Three global investment firms are battling to take control of tinned foods giant Princes as a £700m deal process enters its final stages.
London-headquartered private equity firm Epiris and US rivals Lone Star and One Rock Capital Partners are preparing final bids for the ambient food group ahead of an offer deadline next week.
The sale process being run on behalf of Japanese conglomerate Mitsubishi Corporation – which has owned Princes since 1989 – by investment bank Houlihan Lokey was paused in June after early bids fell £200m short of a £600m asking price, as reported by The Grocer.
A delay in passing through rising costs to supermarket customers squeezed margins at Princes, with Mitsubishi being reluctant to sell based on the financial performance in the year ended March 2023. However, trading is understood to have significantly improved in recent months, resulting in a potential bidding war at a higher level than originally expected.
Princes is now expected to fetch a sale price of £700m or more, with a deal to be finalised before the end of the year.
Bain Capital-owned Valeo Foods and Symington’s owner Newlat were also suggested as prospective buyers, but it is unclear if either are involved in the final stages of the process.
Liverpool-headquartered Princes traces its roots back to the late 19th century and is today one of the largest ambient food groups in the UK, with an annual turnover of about £1.5bn.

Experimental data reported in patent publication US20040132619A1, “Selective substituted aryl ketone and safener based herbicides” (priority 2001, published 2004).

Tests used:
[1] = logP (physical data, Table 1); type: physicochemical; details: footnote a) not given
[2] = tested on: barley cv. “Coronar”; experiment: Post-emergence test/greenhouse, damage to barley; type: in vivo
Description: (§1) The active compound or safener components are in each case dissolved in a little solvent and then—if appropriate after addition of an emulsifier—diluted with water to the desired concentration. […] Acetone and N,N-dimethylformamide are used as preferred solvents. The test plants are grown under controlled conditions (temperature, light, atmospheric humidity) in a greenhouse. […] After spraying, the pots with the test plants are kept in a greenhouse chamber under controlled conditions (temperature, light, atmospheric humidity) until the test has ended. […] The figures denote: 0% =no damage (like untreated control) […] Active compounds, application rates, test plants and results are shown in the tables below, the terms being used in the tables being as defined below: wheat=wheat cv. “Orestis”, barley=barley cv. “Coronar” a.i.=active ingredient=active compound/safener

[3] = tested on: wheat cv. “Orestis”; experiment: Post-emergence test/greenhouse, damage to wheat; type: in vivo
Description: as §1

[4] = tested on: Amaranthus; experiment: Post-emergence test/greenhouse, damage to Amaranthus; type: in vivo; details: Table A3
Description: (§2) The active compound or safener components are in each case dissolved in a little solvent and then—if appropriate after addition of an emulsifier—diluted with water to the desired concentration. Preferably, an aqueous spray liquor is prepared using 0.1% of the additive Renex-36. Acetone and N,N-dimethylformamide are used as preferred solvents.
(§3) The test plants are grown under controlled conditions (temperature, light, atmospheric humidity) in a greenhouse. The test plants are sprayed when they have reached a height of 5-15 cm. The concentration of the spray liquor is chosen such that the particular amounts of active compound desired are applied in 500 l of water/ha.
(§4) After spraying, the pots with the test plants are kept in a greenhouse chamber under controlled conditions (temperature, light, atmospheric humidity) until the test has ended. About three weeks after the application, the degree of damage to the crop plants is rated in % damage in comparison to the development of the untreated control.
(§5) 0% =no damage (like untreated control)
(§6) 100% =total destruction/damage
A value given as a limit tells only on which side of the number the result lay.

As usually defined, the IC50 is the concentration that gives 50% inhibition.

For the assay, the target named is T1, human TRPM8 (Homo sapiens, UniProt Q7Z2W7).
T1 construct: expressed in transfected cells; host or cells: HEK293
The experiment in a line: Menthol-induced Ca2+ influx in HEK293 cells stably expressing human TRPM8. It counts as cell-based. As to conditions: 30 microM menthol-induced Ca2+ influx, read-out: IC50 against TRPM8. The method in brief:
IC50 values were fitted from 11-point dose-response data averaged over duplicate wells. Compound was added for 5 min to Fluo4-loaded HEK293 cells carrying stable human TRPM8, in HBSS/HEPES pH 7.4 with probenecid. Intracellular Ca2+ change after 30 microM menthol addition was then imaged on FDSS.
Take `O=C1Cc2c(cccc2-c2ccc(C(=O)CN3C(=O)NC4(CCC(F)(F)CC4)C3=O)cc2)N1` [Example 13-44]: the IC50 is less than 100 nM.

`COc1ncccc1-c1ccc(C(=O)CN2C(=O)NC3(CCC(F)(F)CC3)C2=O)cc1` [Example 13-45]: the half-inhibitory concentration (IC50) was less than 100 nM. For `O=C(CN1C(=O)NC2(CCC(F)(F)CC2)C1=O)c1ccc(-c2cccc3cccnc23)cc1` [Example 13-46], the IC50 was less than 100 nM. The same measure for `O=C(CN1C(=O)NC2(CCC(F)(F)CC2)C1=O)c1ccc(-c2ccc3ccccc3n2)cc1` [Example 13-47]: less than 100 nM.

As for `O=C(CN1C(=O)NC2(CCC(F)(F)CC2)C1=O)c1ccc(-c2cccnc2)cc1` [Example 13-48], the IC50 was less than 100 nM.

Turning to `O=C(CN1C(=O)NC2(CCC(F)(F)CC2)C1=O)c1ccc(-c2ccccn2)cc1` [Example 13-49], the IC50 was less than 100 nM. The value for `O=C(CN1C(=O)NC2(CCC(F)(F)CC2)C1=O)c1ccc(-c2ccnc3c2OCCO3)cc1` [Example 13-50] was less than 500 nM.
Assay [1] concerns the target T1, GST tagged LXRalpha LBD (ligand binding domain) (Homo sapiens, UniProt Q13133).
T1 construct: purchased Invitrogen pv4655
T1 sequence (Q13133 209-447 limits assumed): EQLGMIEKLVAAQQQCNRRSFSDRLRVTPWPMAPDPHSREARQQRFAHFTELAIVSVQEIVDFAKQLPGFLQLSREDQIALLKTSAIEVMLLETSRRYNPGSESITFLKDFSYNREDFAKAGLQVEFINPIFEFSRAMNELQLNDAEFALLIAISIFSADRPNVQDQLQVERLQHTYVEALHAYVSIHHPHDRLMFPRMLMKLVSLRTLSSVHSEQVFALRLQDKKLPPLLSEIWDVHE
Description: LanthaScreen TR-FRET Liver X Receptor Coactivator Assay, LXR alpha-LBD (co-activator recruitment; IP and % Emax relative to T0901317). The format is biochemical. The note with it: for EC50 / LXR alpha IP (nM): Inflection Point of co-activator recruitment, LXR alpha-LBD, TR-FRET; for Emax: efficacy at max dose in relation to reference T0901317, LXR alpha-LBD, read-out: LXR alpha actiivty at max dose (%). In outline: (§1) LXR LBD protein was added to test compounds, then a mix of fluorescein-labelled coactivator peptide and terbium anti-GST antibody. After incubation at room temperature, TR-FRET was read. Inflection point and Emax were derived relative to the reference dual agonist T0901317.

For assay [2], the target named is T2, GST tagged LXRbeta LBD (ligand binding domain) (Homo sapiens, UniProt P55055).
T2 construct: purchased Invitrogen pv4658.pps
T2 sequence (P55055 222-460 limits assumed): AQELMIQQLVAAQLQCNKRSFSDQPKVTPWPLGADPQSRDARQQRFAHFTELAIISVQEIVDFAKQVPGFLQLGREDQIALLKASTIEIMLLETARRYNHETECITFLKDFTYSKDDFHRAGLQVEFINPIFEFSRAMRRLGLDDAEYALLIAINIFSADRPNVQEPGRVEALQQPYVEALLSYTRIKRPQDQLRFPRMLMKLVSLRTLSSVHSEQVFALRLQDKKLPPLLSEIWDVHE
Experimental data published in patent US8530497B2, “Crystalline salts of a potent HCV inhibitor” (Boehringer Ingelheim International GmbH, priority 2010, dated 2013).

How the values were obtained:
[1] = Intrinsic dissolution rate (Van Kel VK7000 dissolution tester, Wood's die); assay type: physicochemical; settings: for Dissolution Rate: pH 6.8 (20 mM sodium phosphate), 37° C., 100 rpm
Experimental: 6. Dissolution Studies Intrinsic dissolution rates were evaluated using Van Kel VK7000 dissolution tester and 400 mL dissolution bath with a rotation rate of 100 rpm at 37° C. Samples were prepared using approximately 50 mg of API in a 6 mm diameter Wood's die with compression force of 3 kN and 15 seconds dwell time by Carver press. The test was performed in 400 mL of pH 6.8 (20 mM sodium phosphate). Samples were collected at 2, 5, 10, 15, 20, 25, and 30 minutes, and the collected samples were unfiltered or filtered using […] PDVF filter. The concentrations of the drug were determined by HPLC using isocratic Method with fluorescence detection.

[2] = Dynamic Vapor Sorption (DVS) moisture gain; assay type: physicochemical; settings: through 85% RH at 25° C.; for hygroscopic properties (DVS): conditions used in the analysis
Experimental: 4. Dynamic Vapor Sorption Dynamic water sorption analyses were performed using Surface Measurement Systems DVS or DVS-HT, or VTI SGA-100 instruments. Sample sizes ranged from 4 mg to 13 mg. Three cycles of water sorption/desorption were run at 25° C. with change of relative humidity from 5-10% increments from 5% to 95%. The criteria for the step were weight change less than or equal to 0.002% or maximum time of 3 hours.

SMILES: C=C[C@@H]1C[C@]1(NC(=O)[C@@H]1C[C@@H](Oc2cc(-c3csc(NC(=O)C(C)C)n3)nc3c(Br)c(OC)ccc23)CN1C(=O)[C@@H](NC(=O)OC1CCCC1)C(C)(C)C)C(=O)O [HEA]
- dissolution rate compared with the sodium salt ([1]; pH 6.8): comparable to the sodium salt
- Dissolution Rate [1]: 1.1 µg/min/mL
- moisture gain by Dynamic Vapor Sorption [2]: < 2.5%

As well as supplying a range of meat, fish and fruit in tins and juices under the Princes brand, the group also owns Italian cooking brand Napolina, squash brand Jucee, soup maker Crosse & Blackwell, Farrow’s peas, breakfast-in-a-can brand Hunger Breaks and Olivio oil. It also has a number of oil brands as part of the Edible Oils joint venture with Archer Daniels Midland and also sells a number of other brands, such as Branston and Batchelors, under licence.
This wide portfolio, spanning a number of categories, would present a new owner with potential to break-up the group, according to one City source.
“Given the distinctly different businesses, brands, geographies and operating models, the most likely strategy for a financial buyer will be a managed break-up of the group over the medium term,” the source said.
“This will create some interesting opportunities for strategics, as well as private equity consolidators.”
A Princes spokesman said: “Princes does not respond to market speculation suffice to say that in the normal course of business, we routinely seek to identify growth and investment strategies. No decisions have been taken.”
Epiris declined to comment. Lone Star and One Rock could not be reached.